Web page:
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Atypical development of spontaneous social cognition in autism spectrum disorders

Senju, Atsushi (2013) Atypical development of spontaneous social cognition in autism spectrum disorders. Brain and Development 35 (2), pp. 96-101. ISSN 0387-7604.

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Individuals with autism spectrum disorders (ASD) have profound impairment in the development of social interaction and communication. However, it is also known that some ‘high-functioning’ individuals with ASD show apparently typical capacity to process social information in a controlled experimental settings, despite their difficulties in daily life. The current paper overviews the spontaneous social cognition, spontaneous processing of social information in the absence of explicit instruction or task demand, in individuals with ASD. Three areas of the researches, false belief attribution, imitation/mimicry, and eye gaze processing, have been reviewed. The literatures suggest that high-functioning individuals with ASD (a) do not spontaneously attribute false belief to others, even though they can easily do so when explicitly instructed, (b) can imitate others’ goal-directed actions under explicit instruction and show spontaneous mimicry of others’ actions when they attend to the action, but are less likely to show spontaneous mimicry without the task structure to navigate attention to others’ action and (c) can process others’ gaze direction and shift attention to others’ gaze directions, but fail to spontaneously attend to another person’s eyes in social and communicative context, and less likely to be prompted to respond in response to perceived eye contact. These results are consistent with the claim that individuals with ASD do not spontaneously attend to socially relevant information, even though they can easily process the same information when their attention is navigated towards it.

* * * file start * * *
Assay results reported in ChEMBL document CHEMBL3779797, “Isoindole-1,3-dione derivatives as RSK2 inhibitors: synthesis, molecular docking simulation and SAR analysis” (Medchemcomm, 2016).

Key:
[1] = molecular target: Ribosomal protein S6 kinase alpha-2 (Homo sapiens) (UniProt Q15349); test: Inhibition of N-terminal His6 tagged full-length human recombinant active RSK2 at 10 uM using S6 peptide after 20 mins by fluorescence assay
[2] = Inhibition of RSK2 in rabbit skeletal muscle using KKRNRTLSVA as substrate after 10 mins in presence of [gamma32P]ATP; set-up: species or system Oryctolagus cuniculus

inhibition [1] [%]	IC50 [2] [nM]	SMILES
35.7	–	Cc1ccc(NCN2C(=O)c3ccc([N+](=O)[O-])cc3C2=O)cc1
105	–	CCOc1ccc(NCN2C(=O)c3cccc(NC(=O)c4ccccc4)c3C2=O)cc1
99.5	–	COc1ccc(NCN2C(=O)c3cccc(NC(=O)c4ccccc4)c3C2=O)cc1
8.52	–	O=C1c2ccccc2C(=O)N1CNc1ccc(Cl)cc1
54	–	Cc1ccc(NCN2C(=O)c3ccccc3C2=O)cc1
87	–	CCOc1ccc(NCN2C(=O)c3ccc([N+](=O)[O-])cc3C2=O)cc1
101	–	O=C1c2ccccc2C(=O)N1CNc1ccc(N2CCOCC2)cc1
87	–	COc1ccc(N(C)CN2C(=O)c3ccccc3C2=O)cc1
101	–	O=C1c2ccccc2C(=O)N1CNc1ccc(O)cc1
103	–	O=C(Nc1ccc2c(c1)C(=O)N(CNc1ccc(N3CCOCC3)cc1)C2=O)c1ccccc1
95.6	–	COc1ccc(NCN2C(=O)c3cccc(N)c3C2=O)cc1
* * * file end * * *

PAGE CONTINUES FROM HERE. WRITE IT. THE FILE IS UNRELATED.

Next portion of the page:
Item Type: Article
Keyword(s) / Subject(s): Autism spectrum disorders, Theory of Mind, Imitation, Mimicry, Eye gaze, Gaze processing, Social cognition
School or Research Centre: Birkbeck Schools and Research Centres > School of Science > Psychological Sciences
Depositing User: Administrator
Date Deposited: 12 Sep 2012 15:22
Last Modified: 03 Jun 2014 12:45

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